Please note that information provided through this free Service is not intended to be medical advice and should not be relied on as such. Although the laboratory provides the largest single source of objective, scientific data on patient status, it is only one part of a complex biological picture of health or disease. As professional clinical laboratory scientists, our goal is to assist you in understanding the purpose of laboratory tests and the general meaning of your laboratory results. It is important that you communicate with your physician so that together you can integrate the pertinent information, such as age, ethnicity, health history, signs and symptoms, laboratory and other procedures (radiology, endoscopy, etc.), to determine your health status. The information provided through this Service is not intended to substitute for such consultations with your physician nor specific medical advice to your health condition.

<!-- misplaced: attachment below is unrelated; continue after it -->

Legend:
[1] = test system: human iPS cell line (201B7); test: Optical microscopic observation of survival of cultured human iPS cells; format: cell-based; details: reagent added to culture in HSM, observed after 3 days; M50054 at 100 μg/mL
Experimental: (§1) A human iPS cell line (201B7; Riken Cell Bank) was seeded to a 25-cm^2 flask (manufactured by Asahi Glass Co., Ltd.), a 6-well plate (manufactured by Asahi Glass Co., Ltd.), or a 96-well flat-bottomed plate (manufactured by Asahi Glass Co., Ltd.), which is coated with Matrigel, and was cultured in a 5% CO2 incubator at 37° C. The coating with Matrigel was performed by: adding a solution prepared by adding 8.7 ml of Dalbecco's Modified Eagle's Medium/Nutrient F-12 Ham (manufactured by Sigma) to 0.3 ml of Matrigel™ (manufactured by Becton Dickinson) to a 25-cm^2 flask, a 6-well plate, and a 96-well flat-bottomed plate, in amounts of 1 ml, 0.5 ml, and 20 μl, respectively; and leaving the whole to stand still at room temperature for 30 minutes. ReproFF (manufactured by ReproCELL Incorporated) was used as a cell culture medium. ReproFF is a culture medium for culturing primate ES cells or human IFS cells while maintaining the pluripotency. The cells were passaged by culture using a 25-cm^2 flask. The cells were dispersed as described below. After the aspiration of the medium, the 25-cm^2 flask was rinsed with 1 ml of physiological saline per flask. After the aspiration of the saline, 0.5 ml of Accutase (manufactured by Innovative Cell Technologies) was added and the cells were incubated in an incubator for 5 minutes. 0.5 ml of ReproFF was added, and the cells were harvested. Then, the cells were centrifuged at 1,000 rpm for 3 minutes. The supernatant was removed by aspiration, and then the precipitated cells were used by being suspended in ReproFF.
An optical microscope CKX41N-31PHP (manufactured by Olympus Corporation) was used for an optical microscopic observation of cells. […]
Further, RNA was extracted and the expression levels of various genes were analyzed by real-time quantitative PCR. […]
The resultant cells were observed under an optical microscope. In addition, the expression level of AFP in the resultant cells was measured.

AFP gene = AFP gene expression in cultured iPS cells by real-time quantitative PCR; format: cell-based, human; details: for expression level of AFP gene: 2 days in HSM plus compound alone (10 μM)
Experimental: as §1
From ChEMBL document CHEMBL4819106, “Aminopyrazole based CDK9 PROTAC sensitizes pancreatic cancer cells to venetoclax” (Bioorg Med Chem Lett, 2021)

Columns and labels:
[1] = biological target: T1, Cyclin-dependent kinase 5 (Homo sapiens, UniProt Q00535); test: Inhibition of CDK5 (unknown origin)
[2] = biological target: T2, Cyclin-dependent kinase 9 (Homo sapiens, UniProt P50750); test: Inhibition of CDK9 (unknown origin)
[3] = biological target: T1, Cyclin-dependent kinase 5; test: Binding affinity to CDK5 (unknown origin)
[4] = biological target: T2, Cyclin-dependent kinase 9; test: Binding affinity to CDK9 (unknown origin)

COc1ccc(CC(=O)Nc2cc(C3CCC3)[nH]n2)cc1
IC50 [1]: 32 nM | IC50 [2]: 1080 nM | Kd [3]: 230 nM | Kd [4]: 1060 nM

By submitting your question to this Service, you agree to waive, release, and hold harmless the American Society for Clinical Laboratory Science and its affiliates or their past or present officers, directors, employees, agents, and Service volunteers (collectively referred to as "ASCLS") and the American Association  for Clinical Chemistry and its affiliates or their past or present officers, directors, employees, agents, and Service volunteers (collectively referred to as "AACC") from any legal claims, rights, or causes of action you may have in connection with the responses provided to the questions that you submit to the Service.
AACC, ASCLS and its Service volunteers disclaim any liability arising out of your use of this Service or for any adverse outcome from your use of the information provided by this Service for any reason, including but not limited to any misunderstanding or misinterpretation of the information provided through this Service.